Carrie Hamblen, Las Cruces Green Chamber
LAS CRUCES – This past Saturday marked the two-year anniversary of the designation of the Organ Mountains-Desert Peaks (OMDP) National Monument. On May 21, 2014, President Obama used his authority under the Antiquities Act to designate four areas within Doña Ana County as a National Monument, protecting cultural and historical sites, wildlife, important plant ecosystems, and more for generations to come. Since that designation, our fair city has been recognized in a number of national publications, listed as one of the top 10 best places to visit by Lonely Planet, and been host to a number of conferences because of a National Monument in our backyard. And every opportunity I have in my position as CEO/President of the Las Cruces Green Chamber to talk about Las Cruces and OMDP, I welcome with great enthusiasm.
On May 10, I was invited by the Small Business Majority to Washington D.C. to participate in their Small Business Summit. My task was to moderate a panel, connecting small businesses to the benefits of protected public lands. Approximately 100 of the 150 attendees at the Summit sat in the audience to hear stories about Las Cruces and Butte, Montana, understand the challenges the outdoor industry is facing, and learn about the methodology that goes into studying economic opportunities of national monuments.
The panel featured Courtney McKee, co-owner of Headframe Spirits and Headframe Distillers in Butte, Montana; Clinton Solaga from BBC Research; and Jessica Wahl from the Outdoor Industry Association.
According to the Public Lands Foundation, the first public lands were created in 1781 when New York agreed to surrender to the federal government its claim to four unsettled territories extending westward to the Mississippi River. The other colonies followed New York’s lead and by 1802, all territory west of the colonies, from the Appalachian Mountains to the Mississippi River, became public domain lands owned by the federal government.
From 1890 to 1945, over 200 million acres of the original public domain lands were transferred from General Land Office administration to other federal land management agencies for use in their designated programs.
The Bureau of Land Management (BLM) continues to manage the subsurface mineral estate of federal lands managed by other federal agencies. BLM manages over 260 million acres of federal land, primarily in the eleven western states and Alaska. These lands contain the largest, most diverse and scientifically important body of cultural resources managed by any federal agency.
The OMDP National Monument is one of those important places managed by the BLM and was a major part of the discussion in Washington DC.
As the panel moderator, my job was to set the tone of the discussion and then invite each of the panelists to speak. Clinton Saloga shared the methodology and approaches to conducting the research on the latest study for the Small Business Authority, “Economic Impacts of Obama Administration National Monuments.” Jessica Wahl shared with the audience the importance of protected public spaces, like national monuments and parks, have on the outdoor industry. She is referring to businesses that specialize in rafting, camping, rock climbing and the like. And Courtney McKee talked about her hometown of Butte, Montana and the origins of her Spirits and Distilling business.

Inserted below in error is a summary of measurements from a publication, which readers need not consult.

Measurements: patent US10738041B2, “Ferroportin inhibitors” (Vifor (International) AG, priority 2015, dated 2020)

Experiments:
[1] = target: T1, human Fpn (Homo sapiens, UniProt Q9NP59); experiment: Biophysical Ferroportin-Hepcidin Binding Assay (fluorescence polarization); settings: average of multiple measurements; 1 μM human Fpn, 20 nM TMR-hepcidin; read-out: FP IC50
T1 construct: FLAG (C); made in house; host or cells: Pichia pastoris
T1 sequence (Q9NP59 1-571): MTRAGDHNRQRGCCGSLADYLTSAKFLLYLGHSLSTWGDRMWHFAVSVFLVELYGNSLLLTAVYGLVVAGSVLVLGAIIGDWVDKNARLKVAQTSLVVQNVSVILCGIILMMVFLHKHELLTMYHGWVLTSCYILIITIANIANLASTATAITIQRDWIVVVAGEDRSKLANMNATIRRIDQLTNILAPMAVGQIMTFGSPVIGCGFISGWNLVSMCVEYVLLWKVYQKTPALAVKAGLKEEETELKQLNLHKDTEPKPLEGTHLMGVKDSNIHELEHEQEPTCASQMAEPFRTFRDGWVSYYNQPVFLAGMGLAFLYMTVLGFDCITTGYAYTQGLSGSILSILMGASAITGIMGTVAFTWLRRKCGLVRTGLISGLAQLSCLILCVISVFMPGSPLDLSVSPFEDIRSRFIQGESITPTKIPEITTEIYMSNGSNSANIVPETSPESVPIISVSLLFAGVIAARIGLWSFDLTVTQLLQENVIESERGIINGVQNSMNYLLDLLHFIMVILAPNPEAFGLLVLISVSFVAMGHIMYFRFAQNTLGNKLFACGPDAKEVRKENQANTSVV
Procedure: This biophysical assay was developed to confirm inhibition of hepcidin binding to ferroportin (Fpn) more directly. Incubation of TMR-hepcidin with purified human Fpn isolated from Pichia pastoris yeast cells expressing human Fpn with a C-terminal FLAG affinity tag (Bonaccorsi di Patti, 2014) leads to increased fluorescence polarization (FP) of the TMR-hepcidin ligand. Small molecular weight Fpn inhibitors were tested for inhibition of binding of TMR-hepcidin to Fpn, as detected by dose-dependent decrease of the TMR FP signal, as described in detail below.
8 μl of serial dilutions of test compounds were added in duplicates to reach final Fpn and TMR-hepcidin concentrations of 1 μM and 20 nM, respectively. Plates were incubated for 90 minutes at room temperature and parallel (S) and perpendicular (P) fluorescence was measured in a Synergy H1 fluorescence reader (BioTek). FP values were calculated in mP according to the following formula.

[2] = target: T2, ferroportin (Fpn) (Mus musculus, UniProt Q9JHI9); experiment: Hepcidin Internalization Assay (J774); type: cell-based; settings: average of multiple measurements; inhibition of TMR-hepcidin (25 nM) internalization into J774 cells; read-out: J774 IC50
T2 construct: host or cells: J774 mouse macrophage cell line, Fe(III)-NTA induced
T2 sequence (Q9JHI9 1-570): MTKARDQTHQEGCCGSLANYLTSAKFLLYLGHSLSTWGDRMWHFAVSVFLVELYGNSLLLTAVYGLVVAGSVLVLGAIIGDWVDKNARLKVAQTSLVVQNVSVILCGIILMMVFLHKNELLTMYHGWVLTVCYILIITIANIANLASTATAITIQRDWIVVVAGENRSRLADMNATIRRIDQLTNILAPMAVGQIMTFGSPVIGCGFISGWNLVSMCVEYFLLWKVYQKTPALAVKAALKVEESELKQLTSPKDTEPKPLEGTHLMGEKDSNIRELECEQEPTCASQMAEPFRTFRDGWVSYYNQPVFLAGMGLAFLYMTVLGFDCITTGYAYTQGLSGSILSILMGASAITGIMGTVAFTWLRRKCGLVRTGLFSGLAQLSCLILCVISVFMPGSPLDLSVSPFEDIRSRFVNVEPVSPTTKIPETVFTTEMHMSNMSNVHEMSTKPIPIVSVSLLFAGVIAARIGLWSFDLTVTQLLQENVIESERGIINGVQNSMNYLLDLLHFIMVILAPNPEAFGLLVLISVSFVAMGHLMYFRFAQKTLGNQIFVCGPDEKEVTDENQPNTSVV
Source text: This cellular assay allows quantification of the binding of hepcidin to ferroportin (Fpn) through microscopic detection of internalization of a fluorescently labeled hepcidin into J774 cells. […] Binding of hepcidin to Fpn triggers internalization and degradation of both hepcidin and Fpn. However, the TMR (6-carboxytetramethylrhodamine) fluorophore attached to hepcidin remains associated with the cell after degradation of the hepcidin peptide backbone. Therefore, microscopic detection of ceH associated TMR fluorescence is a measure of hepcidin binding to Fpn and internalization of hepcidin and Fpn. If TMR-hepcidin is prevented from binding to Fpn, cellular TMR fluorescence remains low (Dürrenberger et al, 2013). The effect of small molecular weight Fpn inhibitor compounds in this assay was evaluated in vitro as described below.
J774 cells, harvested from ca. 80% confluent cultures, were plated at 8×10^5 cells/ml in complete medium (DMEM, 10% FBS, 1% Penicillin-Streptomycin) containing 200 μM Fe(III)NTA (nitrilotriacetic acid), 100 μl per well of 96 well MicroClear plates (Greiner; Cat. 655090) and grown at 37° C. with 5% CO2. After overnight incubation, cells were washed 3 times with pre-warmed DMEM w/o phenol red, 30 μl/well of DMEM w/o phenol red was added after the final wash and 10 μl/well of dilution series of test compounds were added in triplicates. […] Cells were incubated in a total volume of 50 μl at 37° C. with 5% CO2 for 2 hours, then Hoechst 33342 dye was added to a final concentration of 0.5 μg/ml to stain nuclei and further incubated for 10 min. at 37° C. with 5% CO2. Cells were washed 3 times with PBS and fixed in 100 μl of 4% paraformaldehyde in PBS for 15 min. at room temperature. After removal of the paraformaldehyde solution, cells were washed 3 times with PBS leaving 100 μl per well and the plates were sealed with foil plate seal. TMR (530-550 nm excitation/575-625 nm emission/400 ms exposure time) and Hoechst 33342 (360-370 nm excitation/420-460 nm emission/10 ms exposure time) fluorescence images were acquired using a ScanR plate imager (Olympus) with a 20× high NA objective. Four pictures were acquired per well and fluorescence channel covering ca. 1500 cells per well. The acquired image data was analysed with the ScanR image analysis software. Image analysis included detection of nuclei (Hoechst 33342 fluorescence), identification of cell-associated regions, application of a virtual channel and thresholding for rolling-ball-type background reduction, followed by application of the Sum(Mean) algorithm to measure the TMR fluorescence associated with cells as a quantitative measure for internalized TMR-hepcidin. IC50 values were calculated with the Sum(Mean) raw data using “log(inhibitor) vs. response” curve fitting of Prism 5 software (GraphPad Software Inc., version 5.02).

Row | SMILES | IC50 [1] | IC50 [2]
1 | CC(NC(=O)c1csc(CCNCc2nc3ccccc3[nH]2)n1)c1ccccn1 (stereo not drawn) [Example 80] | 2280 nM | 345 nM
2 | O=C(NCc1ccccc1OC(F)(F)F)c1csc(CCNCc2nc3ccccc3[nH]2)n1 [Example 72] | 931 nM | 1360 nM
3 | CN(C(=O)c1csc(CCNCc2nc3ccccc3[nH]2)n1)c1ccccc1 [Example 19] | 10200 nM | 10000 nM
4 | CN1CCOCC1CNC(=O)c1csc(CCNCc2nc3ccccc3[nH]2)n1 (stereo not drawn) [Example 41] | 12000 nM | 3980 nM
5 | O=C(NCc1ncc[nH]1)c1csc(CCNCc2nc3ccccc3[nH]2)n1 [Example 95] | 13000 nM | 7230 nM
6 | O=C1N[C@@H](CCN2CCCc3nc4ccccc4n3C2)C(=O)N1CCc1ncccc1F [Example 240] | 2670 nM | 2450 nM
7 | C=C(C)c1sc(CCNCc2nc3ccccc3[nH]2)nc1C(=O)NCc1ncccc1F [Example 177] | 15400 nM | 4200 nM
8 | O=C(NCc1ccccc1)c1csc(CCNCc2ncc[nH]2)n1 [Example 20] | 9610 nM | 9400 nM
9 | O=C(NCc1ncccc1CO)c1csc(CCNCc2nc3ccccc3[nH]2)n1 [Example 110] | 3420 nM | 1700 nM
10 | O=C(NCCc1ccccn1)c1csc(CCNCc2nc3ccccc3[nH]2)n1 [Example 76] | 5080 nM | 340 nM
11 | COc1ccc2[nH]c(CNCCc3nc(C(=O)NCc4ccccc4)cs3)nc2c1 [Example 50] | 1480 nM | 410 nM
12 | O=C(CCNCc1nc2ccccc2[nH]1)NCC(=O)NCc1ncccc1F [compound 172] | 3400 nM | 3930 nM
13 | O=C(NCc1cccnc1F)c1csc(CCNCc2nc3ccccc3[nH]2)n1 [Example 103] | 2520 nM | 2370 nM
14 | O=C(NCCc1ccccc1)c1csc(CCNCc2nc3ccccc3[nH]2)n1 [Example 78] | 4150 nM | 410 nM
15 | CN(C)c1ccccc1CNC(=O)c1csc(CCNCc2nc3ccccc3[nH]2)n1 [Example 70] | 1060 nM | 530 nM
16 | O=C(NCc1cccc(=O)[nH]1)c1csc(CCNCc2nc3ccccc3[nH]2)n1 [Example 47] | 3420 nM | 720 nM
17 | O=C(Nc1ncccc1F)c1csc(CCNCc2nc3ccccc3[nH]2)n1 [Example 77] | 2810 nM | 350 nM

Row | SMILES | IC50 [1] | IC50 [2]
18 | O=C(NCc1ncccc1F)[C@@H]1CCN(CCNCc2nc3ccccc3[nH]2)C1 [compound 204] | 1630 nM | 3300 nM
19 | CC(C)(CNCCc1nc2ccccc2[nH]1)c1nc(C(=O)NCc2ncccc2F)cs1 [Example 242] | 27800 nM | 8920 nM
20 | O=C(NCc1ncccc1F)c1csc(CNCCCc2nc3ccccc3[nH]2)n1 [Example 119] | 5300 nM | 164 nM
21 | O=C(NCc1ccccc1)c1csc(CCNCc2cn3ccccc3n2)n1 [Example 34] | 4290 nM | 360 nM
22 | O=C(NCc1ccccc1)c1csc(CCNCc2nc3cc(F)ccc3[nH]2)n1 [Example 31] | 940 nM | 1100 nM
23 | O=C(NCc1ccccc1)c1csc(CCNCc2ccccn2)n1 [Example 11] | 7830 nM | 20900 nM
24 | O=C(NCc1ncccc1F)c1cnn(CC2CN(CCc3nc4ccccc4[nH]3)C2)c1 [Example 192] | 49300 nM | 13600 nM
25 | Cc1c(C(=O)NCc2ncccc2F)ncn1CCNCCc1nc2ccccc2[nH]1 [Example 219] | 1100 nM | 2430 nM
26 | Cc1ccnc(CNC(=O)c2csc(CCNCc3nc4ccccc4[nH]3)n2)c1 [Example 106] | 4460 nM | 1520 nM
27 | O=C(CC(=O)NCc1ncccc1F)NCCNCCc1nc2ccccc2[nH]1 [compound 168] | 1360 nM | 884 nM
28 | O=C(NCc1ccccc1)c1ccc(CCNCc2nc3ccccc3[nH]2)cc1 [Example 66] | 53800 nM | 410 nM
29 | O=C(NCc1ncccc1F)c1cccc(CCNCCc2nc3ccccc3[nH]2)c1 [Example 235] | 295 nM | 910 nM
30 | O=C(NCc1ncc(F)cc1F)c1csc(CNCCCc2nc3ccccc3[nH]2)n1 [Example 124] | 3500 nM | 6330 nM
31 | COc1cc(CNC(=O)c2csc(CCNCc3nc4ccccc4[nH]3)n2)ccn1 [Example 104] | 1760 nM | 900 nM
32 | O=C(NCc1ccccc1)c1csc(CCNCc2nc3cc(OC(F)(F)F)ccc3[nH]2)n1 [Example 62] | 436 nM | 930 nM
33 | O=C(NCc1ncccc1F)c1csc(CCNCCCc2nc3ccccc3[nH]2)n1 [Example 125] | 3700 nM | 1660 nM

The way Courtney talked about her hometown, sharing her personal stories, the beauty of Butte, and the reasons why she gives back so much to her community reminds me of so many of the local business owners in Las Cruces. She spoke so warmly about the value of her employees and the importance of giving them the tools they needed to represent her business with the utmost professionalism and care. The stories she told of the different copper mines with names that her company uses to identify her various spirits conveyed a sense of place and value. She loves Butte, Montana and it shows.
The co-branding of the local history in Butte with the Headframe Spirits is exactly what several businesses in Las Cruces are doing with OMDP. In addition to the OMDP Coffee Blend at Beck’s Coffee, the OMDP Cocktail at Azul Lounge, OMDP Ceramic platters made by Kate Mott, and the OMDP Bread Pudding by the Green Chile Paddy wagon are just a few examples of local businesses embracing our National Monument.
Additionally, the commitment our local business owners have to their employees and the community is also very much like Courtney’s business in Butte. Matter of fact, after meeting so many small business owners while at the Summit in Washington D.C., I learned that there are core beliefs that all small business owners have: determination, vision, family, giving back to the community, wanting to make a decent living, and the desire to fulfill their dreams.
When we share our sense of place, either it be the actual location of our business, our place in the community, the importance of landmarks around us, or the role our family and employees play in our business, we really are doing what small business owners are doing across the country. And by doing so, we are creating a unified voice that small, locally-owned businesses give back to our community in more ways than do national chains, hands down.
As consumers, when we support our locally owned businesses, we are contributing to that shared sense of place, making our community the place for our residents to thrive and our visitors to enjoy.